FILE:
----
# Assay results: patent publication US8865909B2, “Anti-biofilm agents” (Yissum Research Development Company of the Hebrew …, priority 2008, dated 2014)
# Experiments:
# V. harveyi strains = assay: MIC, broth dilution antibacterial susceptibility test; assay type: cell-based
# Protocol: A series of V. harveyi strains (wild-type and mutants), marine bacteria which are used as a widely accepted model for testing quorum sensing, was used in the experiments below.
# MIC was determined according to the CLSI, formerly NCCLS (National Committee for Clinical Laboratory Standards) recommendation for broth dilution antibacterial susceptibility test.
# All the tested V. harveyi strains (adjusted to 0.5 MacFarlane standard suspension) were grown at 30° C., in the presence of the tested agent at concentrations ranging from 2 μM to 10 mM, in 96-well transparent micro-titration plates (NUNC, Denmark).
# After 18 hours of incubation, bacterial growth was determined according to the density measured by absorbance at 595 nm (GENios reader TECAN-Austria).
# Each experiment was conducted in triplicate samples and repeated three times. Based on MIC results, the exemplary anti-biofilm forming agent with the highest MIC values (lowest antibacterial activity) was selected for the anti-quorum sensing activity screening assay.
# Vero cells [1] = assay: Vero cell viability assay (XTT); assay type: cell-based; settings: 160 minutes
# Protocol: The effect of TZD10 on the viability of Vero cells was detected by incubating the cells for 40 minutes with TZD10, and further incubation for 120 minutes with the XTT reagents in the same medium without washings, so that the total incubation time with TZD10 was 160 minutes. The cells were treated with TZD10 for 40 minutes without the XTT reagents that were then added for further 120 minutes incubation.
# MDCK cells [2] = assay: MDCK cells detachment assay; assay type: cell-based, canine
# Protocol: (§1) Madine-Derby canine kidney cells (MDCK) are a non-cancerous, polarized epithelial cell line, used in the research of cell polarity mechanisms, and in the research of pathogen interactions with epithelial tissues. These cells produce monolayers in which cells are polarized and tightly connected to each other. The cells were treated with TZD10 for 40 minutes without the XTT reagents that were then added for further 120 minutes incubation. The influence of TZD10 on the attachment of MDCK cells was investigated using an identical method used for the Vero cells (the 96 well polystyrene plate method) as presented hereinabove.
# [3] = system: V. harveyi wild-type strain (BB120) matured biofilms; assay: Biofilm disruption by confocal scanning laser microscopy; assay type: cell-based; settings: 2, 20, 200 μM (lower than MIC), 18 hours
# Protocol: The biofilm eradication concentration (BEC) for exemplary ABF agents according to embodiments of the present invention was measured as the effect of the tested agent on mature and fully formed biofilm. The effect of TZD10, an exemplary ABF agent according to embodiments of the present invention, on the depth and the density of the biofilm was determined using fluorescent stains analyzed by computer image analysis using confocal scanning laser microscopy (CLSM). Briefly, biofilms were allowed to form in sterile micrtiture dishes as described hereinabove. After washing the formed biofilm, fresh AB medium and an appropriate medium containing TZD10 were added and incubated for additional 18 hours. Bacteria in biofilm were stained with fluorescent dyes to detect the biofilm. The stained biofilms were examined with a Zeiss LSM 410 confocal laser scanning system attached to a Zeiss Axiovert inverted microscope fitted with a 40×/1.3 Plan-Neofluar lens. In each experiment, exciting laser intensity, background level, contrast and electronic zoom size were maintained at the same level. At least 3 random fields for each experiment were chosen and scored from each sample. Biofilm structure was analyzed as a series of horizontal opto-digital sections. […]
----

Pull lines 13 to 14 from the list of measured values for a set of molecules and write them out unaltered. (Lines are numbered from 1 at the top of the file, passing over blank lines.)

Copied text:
# [3] = system: V. harveyi wild-type strain (BB120) matured biofilms; assay: Biofilm disruption by confocal scanning laser microscopy; assay type: cell-based; settings: 2, 20, 200 μM (lower than MIC), 18 hours
# Protocol: The biofilm eradication concentration (BEC) for exemplary ABF agents according to embodiments of the present invention was measured as the effect of the tested agent on mature and fully formed biofilm. The effect of TZD10, an exemplary ABF agent according to embodiments of the present invention, on the depth and the density of the biofilm was determined using fluorescent stains analyzed by computer image analysis using confocal scanning laser microscopy (CLSM). Briefly, biofilms were allowed to form in sterile micrtiture dishes as described hereinabove. After washing the formed biofilm, fresh AB medium and an appropriate medium containing TZD10 were added and incubated for additional 18 hours. Bacteria in biofilm were stained with fluorescent dyes to detect the biofilm. The stained biofilms were examined with a Zeiss LSM 410 confocal laser scanning system attached to a Zeiss Axiovert inverted microscope fitted with a 40×/1.3 Plan-Neofluar lens. In each experiment, exciting laser intensity, background level, contrast and electronic zoom size were maintained at the same level. At least 3 random fields for each experiment were chosen and scored from each sample. Biofilm structure was analyzed as a series of horizontal opto-digital sections. […]